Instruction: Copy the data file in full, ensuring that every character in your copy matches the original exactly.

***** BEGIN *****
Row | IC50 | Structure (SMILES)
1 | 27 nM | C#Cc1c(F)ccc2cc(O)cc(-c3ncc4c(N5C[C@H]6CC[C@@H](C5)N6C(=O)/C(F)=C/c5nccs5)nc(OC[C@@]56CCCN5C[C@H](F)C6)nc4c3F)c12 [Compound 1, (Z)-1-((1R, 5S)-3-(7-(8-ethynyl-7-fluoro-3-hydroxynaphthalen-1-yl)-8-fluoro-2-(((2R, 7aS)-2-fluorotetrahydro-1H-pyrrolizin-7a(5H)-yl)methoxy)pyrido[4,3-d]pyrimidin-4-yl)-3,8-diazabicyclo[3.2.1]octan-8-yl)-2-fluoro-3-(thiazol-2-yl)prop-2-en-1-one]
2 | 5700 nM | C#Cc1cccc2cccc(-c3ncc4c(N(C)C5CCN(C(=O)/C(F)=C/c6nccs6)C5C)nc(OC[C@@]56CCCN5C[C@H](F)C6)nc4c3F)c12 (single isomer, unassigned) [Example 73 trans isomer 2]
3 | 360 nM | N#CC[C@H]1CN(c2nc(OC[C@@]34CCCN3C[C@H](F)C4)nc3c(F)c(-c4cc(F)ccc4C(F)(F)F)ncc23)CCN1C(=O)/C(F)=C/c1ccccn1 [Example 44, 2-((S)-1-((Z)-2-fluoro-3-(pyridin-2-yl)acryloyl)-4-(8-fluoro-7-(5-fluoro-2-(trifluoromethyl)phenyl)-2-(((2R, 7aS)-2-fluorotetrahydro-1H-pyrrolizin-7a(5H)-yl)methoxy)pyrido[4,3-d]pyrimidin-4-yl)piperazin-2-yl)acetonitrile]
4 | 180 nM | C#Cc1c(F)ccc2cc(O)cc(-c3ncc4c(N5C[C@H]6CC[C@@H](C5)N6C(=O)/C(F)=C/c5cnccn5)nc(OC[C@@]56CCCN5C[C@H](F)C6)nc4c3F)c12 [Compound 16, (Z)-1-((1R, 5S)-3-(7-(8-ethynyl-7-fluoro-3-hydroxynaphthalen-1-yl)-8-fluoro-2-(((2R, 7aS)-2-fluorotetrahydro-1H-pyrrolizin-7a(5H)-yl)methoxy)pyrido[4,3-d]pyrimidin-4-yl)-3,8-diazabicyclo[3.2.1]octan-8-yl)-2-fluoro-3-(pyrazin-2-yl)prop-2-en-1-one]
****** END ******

Row | IC50 | Structure (SMILES)
1 | 27 nM | C#Cc1c(F)ccc2cc(O)cc(-c3ncc4c(N5C[C@H]6CC[C@@H](C5)N6C(=O)/C(F)=C/c5nccs5)nc(OC[C@@]56CCCN5C[C@H](F)C6)nc4c3F)c12 [Compound 1, (Z)-1-((1R, 5S)-3-(7-(8-ethynyl-7-fluoro-3-hydroxynaphthalen-1-yl)-8-fluoro-2-(((2R, 7aS)-2-fluorotetrahydro-1H-pyrrolizin-7a(5H)-yl)methoxy)pyrido[4,3-d]pyrimidin-4-yl)-3,8-diazabicyclo[3.2.1]octan-8-yl)-2-fluoro-3-(thiazol-2-yl)prop-2-en-1-one]
2 | 5700 nM | C#Cc1cccc2cccc(-c3ncc4c(N(C)C5CCN(C(=O)/C(F)=C/c6nccs6)C5C)nc(OC[C@@]56CCCN5C[C@H](F)C6)nc4c3F)c12 (single isomer, unassigned) [Example 73 trans isomer 2]
3 | 360 nM | N#CC[C@H]1CN(c2nc(OC[C@@]34CCCN3C[C@H](F)C4)nc3c(F)c(-c4cc(F)ccc4C(F)(F)F)ncc23)CCN1C(=O)/C(F)=C/c1ccccn1 [Example 44, 2-((S)-1-((Z)-2-fluoro-3-(pyridin-2-yl)acryloyl)-4-(8-fluoro-7-(5-fluoro-2-(trifluoromethyl)phenyl)-2-(((2R, 7aS)-2-fluorotetrahydro-1H-pyrrolizin-7a(5H)-yl)methoxy)pyrido[4,3-d]pyrimidin-4-yl)piperazin-2-yl)acetonitrile]
4 | 180 nM | C#Cc1c(F)ccc2cc(O)cc(-c3ncc4c(N5C[C@H]6CC[C@@H](C5)N6C(=O)/C(F)=C/c5cnccn5)nc(OC[C@@]56CCCN5C[C@H](F)C6)nc4c3F)c12 [Compound 16, (Z)-1-((1R, 5S)-3-(7-(8-ethynyl-7-fluoro-3-hydroxynaphthalen-1-yl)-8-fluoro-2-(((2R, 7aS)-2-fluorotetrahydro-1H-pyrrolizin-7a(5H)-yl)methoxy)pyrido[4,3-d]pyrimidin-4-yl)-3,8-diazabicyclo[3.2.1]octan-8-yl)-2-fluoro-3-(pyrazin-2-yl)prop-2-en-1-one]